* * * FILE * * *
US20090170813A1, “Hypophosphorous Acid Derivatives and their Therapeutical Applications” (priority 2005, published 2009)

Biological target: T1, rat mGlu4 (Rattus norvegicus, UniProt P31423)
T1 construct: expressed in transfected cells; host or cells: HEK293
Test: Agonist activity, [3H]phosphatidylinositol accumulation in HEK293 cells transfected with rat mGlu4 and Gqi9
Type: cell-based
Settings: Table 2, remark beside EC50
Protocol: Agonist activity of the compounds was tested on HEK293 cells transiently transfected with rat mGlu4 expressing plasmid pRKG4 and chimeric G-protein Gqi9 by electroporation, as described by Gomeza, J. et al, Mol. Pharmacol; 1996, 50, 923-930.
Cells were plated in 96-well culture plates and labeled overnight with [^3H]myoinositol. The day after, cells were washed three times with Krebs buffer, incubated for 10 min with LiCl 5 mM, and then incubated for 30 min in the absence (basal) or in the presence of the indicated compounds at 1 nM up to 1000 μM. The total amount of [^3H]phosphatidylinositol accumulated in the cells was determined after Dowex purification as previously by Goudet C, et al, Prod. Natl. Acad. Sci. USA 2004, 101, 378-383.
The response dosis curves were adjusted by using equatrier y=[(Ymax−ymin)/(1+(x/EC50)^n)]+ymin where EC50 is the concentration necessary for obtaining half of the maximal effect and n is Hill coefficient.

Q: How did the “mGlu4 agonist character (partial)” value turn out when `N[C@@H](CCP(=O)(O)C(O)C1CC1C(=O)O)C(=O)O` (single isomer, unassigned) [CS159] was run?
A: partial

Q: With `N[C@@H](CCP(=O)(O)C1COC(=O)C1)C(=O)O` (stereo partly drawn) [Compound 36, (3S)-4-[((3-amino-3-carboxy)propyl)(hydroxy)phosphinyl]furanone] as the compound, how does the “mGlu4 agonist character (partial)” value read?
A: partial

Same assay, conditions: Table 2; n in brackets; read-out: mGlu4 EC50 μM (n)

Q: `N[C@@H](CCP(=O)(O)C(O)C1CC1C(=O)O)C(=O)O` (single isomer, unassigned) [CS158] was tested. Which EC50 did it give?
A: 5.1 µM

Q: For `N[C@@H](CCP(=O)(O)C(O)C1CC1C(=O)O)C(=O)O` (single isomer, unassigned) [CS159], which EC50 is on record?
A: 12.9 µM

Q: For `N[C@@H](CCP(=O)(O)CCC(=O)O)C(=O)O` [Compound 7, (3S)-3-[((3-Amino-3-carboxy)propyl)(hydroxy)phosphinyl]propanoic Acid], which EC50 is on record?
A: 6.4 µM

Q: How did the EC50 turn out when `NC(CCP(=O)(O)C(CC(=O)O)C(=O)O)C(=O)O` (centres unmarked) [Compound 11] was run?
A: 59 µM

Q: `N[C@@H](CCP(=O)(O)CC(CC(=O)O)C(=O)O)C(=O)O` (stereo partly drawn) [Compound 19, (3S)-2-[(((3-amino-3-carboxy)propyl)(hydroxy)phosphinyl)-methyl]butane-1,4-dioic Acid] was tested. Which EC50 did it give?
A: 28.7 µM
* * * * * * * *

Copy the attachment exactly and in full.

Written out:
US20090170813A1, “Hypophosphorous Acid Derivatives and their Therapeutical Applications” (priority 2005, published 2009)

Biological target: T1, rat mGlu4 (Rattus norvegicus, UniProt P31423)
T1 construct: expressed in transfected cells; host or cells: HEK293
Test: Agonist activity, [3H]phosphatidylinositol accumulation in HEK293 cells transfected with rat mGlu4 and Gqi9
Type: cell-based
Settings: Table 2, remark beside EC50
Protocol: Agonist activity of the compounds was tested on HEK293 cells transiently transfected with rat mGlu4 expressing plasmid pRKG4 and chimeric G-protein Gqi9 by electroporation, as described by Gomeza, J. et al, Mol. Pharmacol; 1996, 50, 923-930.
Cells were plated in 96-well culture plates and labeled overnight with [^3H]myoinositol. The day after, cells were washed three times with Krebs buffer, incubated for 10 min with LiCl 5 mM, and then incubated for 30 min in the absence (basal) or in the presence of the indicated compounds at 1 nM up to 1000 μM. The total amount of [^3H]phosphatidylinositol accumulated in the cells was determined after Dowex purification as previously by Goudet C, et al, Prod. Natl. Acad. Sci. USA 2004, 101, 378-383.
The response dosis curves were adjusted by using equatrier y=[(Ymax−ymin)/(1+(x/EC50)^n)]+ymin where EC50 is the concentration necessary for obtaining half of the maximal effect and n is Hill coefficient.

Q: How did the “mGlu4 agonist character (partial)” value turn out when `N[C@@H](CCP(=O)(O)C(O)C1CC1C(=O)O)C(=O)O` (single isomer, unassigned) [CS159] was run?
A: partial

Q: With `N[C@@H](CCP(=O)(O)C1COC(=O)C1)C(=O)O` (stereo partly drawn) [Compound 36, (3S)-4-[((3-amino-3-carboxy)propyl)(hydroxy)phosphinyl]furanone] as the compound, how does the “mGlu4 agonist character (partial)” value read?
A: partial

Same assay, conditions: Table 2; n in brackets; read-out: mGlu4 EC50 μM (n)

Q: `N[C@@H](CCP(=O)(O)C(O)C1CC1C(=O)O)C(=O)O` (single isomer, unassigned) [CS158] was tested. Which EC50 did it give?
A: 5.1 µM

Q: For `N[C@@H](CCP(=O)(O)C(O)C1CC1C(=O)O)C(=O)O` (single isomer, unassigned) [CS159], which EC50 is on record?
A: 12.9 µM

Q: For `N[C@@H](CCP(=O)(O)CCC(=O)O)C(=O)O` [Compound 7, (3S)-3-[((3-Amino-3-carboxy)propyl)(hydroxy)phosphinyl]propanoic Acid], which EC50 is on record?
A: 6.4 µM

Q: How did the EC50 turn out when `NC(CCP(=O)(O)C(CC(=O)O)C(=O)O)C(=O)O` (centres unmarked) [Compound 11] was run?
A: 59 µM

Q: `N[C@@H](CCP(=O)(O)CC(CC(=O)O)C(=O)O)C(=O)O` (stereo partly drawn) [Compound 19, (3S)-2-[(((3-amino-3-carboxy)propyl)(hydroxy)phosphinyl)-methyl]butane-1,4-dioic Acid] was tested. Which EC50 did it give?
A: 28.7 µM